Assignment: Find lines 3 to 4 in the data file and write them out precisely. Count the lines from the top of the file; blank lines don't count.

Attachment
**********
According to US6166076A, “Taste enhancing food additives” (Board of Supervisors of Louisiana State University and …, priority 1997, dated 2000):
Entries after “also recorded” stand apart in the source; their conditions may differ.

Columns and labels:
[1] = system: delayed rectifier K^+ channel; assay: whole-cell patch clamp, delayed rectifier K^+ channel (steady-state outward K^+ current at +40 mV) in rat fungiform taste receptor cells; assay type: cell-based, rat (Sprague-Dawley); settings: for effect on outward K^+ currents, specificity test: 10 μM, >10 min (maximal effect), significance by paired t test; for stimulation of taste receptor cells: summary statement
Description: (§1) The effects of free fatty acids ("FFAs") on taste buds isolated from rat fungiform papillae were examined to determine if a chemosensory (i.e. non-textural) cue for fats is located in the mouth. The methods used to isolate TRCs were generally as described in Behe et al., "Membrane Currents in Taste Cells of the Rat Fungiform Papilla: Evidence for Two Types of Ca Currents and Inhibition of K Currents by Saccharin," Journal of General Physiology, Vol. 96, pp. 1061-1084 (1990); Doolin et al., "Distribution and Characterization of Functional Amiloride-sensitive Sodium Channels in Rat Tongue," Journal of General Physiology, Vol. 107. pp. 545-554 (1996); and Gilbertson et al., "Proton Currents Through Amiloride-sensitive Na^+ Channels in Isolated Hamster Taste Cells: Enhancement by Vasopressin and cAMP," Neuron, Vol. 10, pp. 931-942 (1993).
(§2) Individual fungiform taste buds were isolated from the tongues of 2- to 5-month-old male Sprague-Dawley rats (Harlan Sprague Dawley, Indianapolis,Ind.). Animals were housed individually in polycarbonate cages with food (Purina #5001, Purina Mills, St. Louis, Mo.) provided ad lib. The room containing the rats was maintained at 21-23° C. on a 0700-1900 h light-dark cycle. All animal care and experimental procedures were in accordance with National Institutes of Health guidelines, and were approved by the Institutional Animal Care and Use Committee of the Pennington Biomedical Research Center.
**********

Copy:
Columns and labels:
[1] = system: delayed rectifier K^+ channel; assay: whole-cell patch clamp, delayed rectifier K^+ channel (steady-state outward K^+ current at +40 mV) in rat fungiform taste receptor cells; assay type: cell-based, rat (Sprague-Dawley); settings: for effect on outward K^+ currents, specificity test: 10 μM, >10 min (maximal effect), significance by paired t test; for stimulation of taste receptor cells: summary statement